Biskupin is an archaeological site and a life-size model of a late Bronze Age fortified settlement in north-central Poland that also serves as an archaeological open-air museum. When first discovered it was thought to be early evidence of a West Slavic settlement, but archaeologists later confirmed it belonged to the Biskupin group of the Lusatian culture from the 8th century BC. The excavation and the reconstruction of the prehistoric settlement has played an instrumental part in Polish historical consciousness.

Reconstructed Biskupin
Shown within Poland
LocationBiskupin, Kuyavian-Pomeranian Voivodeship, Poland
Coordinates52°47′19″N 17°43′47″E
Foundedc.747–748 BC[1]
Site notes
ConditionIn ruins, partially reconstructed

The Museum is situated on a marshy peninsula in Lake Biskupin, ca. 90 kilometres (56 miles) northeast of Poznań and 8 km (5 mi) south of the small town of Żnin. It is a division of the National Museum of Archaeology in Warsaw.

The site is one of Poland's official national Historic Monuments (Pomnik historii), as designated September 16, 1994, and tracked by the National Heritage Board of Poland.

History of the excavations

In 1933 Polish archaeologists discovered remains of a Bronze Age fort/settlement in Wielkopolska (Greater Poland), the discovery became famous overnight. The site was excavated from 1934 onwards by the team from Poznań University, led by archaeologists Józef Kostrzewski (1885–1969) and Zdzisław Rajewski (1907–1974). The first report was published in 1936. By the beginning of 1939, ca. 2,500 m2 (26,909.78 sq ft) had been excavated. Biskupin soon became famous, attracting numerous distinguished guests, including officials of the Marshal Piłsudski government, members of the military, and high churchmen such as the primate of Poland. The site soon became part of Polish national consciousness, the symbol of achievements of the Slavonic forebears in prehistoric times. It was called the "Polish Pompeii" or "Polish Herculaneum". The existence of a prehistoric fortress, 70 km (43 mi) from the German border, was used to show that the prehistoric "Poles" had held their own against foreign invaders and plunderers as early as the late Bronze Age. Biskupin came to feature in paintings and popular novels.

When the Germans occupied Poland in the autumn of 1939, Biskupin was renamed "Urstädt". In 1940, excavations were resumed by the SS-Ahnenerbe until 1942. When Germans were forced to retreat they flooded the site hoping to destroy it, but—ironically—it led to very good preservation of the ancient timbers. Excavations were resumed by Polish archaeologists after the war and continued until 1974.

The site

There are two settlement periods at Biskupin, which was located in the middle of a lake but is now situated on a peninsula, that follow each other without hiatus. Both settlements were laid out on a rectangular grid with eleven streets that are three metres (9.8 ft) wide. The older settlement from the late Bronze Age was established on a slightly wet island of over 2 hectares (4.9 acres)[2] and consisted of ca. 100 oak and pine log-houses that were of similar layout, measuring ca. 8 by 10 metres (26 by 33 feet) each. They consisted of two chambers and an open entrance-area. These houses were designed to accommodate 10–12 persons. An open hearth was located in the centre of the biggest room. There are no larger houses that could indicate social stratification. Because of the damp, boggy ground the streets were covered with wooden planks.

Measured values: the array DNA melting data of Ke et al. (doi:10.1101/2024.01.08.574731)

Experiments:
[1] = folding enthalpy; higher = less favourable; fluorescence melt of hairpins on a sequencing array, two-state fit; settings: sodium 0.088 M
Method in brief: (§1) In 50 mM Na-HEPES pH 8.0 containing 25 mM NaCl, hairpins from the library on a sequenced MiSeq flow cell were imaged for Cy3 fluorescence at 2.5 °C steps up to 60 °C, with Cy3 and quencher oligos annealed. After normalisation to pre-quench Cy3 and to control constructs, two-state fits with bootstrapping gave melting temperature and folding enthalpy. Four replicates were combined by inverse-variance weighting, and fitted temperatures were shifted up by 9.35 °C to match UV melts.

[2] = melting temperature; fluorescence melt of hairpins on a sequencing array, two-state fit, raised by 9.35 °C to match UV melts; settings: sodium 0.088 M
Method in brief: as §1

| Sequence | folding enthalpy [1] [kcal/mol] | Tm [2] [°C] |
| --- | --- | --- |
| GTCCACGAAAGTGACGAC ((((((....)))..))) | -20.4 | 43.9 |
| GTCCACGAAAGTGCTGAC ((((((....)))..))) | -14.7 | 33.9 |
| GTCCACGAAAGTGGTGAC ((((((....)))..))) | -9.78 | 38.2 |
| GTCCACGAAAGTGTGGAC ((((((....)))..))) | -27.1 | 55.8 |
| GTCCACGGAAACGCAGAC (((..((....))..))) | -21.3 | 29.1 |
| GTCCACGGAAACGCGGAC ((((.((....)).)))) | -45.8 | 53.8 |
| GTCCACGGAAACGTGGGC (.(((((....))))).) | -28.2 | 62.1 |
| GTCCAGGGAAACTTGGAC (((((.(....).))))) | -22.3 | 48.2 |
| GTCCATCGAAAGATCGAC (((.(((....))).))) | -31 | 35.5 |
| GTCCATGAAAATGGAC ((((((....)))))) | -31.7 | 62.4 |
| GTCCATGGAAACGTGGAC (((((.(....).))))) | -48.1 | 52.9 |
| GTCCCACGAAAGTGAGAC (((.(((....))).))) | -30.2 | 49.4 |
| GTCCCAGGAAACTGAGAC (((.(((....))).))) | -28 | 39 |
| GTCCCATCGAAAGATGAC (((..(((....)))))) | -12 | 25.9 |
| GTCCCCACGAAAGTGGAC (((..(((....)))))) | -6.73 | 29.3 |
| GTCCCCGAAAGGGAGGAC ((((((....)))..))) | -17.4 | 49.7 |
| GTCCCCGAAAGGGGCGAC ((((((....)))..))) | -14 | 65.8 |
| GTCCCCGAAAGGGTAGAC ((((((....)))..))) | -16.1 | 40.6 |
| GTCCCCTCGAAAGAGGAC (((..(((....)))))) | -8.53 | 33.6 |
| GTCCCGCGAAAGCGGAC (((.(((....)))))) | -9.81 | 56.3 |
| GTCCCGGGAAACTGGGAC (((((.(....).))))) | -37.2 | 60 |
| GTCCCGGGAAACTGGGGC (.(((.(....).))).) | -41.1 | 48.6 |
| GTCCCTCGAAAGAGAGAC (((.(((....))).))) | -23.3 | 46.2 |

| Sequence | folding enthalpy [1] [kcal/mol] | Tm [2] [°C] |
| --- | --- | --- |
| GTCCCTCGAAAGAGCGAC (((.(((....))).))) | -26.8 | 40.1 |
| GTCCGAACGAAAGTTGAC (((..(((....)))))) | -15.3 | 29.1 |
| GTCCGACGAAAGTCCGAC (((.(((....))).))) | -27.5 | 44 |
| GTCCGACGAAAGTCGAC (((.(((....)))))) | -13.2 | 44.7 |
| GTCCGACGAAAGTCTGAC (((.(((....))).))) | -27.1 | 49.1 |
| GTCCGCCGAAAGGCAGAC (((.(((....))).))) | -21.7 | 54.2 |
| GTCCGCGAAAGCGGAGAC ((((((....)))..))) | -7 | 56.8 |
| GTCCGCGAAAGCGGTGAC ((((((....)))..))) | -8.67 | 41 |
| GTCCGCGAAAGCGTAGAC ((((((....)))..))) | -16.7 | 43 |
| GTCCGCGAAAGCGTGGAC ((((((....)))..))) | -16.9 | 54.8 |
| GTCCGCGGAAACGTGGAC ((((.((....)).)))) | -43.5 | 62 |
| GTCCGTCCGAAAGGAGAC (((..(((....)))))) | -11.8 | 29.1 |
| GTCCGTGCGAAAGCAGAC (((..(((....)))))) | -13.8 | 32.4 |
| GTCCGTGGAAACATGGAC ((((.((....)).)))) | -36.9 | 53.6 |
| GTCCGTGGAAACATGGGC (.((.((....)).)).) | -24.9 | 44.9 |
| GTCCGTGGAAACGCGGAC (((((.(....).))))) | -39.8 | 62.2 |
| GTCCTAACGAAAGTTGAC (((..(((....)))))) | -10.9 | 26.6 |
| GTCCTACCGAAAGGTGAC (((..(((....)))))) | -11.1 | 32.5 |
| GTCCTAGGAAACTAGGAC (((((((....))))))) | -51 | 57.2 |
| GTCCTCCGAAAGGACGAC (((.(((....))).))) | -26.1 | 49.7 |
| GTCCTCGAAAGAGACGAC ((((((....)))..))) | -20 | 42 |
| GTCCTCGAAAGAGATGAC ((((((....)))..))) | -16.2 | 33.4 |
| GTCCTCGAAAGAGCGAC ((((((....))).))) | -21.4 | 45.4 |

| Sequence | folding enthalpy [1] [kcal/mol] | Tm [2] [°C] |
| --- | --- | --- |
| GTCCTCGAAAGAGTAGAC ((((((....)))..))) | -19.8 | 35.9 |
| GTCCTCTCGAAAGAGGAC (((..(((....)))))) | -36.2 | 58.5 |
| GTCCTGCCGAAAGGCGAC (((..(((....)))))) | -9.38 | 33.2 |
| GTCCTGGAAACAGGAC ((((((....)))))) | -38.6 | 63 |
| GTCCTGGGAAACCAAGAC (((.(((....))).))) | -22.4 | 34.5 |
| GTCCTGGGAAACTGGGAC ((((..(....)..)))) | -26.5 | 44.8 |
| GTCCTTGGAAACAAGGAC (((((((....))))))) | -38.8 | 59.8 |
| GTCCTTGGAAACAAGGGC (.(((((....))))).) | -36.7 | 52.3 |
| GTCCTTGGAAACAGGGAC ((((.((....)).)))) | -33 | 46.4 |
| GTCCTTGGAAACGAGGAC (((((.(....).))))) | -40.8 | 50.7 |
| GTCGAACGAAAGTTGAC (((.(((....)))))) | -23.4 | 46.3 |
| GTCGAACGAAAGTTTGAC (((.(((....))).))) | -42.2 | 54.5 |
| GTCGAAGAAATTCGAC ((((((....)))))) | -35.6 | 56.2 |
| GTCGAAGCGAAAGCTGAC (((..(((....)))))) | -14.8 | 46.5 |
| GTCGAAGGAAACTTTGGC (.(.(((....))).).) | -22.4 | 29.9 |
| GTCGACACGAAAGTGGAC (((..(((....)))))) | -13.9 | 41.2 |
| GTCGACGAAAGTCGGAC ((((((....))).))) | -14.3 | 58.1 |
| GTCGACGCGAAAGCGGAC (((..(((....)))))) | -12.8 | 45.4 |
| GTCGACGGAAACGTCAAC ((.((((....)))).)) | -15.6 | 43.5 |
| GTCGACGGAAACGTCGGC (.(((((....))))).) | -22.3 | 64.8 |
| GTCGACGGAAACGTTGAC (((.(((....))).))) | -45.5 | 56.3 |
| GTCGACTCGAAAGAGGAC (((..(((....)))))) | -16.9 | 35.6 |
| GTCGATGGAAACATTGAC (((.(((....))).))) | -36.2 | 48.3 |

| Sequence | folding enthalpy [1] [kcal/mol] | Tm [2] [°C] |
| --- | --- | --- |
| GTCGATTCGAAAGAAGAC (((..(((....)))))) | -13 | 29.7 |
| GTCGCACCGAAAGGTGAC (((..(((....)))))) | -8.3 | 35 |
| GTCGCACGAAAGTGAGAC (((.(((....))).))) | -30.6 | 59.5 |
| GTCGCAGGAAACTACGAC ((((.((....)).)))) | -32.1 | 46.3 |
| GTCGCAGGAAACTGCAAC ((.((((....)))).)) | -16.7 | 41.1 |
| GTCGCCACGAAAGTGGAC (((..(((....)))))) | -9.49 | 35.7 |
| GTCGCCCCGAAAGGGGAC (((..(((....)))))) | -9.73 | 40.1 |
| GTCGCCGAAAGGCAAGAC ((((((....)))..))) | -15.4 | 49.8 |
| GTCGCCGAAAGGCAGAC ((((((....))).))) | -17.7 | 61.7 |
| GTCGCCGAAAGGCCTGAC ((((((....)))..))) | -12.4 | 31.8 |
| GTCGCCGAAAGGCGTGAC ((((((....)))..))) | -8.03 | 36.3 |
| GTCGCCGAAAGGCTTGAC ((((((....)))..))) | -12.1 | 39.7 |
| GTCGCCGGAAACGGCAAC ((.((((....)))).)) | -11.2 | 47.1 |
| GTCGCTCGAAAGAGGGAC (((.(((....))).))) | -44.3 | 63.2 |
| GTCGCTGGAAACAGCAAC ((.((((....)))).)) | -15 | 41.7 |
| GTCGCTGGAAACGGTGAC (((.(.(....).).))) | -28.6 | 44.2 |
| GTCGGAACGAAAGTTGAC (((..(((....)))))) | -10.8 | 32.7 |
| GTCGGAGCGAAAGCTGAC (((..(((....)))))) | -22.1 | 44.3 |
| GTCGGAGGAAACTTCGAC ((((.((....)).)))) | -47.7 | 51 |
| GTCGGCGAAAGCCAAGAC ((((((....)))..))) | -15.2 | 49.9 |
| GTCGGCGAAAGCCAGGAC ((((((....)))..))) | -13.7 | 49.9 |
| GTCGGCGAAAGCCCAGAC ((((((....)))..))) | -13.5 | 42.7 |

The settlement was surrounded by a tall wooden wall, or palisade, set on a rampart made up of both wood and earth. The rampart was constructed of oak trunks that form boxes filled with earth. The rampart is more than 450 metres (1,480 feet) long and accompanied by a wooden breakwater in the lake. 6,000 to 8,000 cubic metres (210,000 to 280,000 cubic feet) of wood was used in the construction of the rampart.


The settlement at Biskupin belongs to the Hallstatt C and D periods (late Bronze Age/early Iron Age, 800–650 BC and 650–475 BC). There are four Radiocarbon dates from Biskupin (all B.C.):

  • First settlement: 720±150 (Gif 494)
  • Later settlement: 560±150 (Gif 495)
  • Rampart: 620 ±150 (Gif 492)
  • A2 4C, VII: 620±150 (Gif 493)

However, dendrochronological analysis provided more accurate dating. It proved that oak wood used in the construction of the settlement was cut down between 747–722 B.C. Over half of the wood used was cut during the winter of 748/747 B.C.[3][4]

The model

In 1936 the first life-size model (open-air museum) was built on the peninsula, but it was intentionally destroyed by retreating Germans near the end of World War II. After the war it was rebuilt, and the ramparts and one full street with houses on both sides were also added.

In the 2000s, a film prop "medieval" timber castle was constructed on a part of the original site.


  • Danuta Piotrowska, Biskupin 1933–1996: archaeology, politics and nationalism. Archaeologia Polona 35–36, 1997/98, 255–285, ISSN 0066-5924
  • Józef Kostrzewski "Osada bagienna w Biskupinie w pow. żnińskim", Poznań 1936
  • "Gród prasłowiański w Biskupinie", Poznań 1938,
  • Z. Rajewski "Biskupin – osiedle obronne sprzed 2500 lat", Arkady, Warszawa 1970,
  • Z. Rajewski "Osadnictwo ludności z kulturą łużycką we wczesnym okresie epoki żelaznej w Biskupinie i okolicy" Archeologia Polski, t. II 1958,
  • Z. Rajewski "10 000 lat Biskupina i jego okolic", Warszawa 1965,

See also


  1. "Biskupin 'postarzał się' o 200 lat. 85. rocznica odkrycia osady i 25-lecie ustalenia daty jej założenia".
  2. Z. Rajewski "Biskupin – osiedl obronne sprzed 2500 lat", Arkady, Warszawa 1970
  3. "- From the history of Biskupin research – Muzeum Archeologiczne w Biskupinie". Archived from the original on 2016-10-31.
  4. "- Z dziejów badań Biskupina – Muzeum Archeologiczne w Biskupinie". Archived from the original on 2015-12-30.
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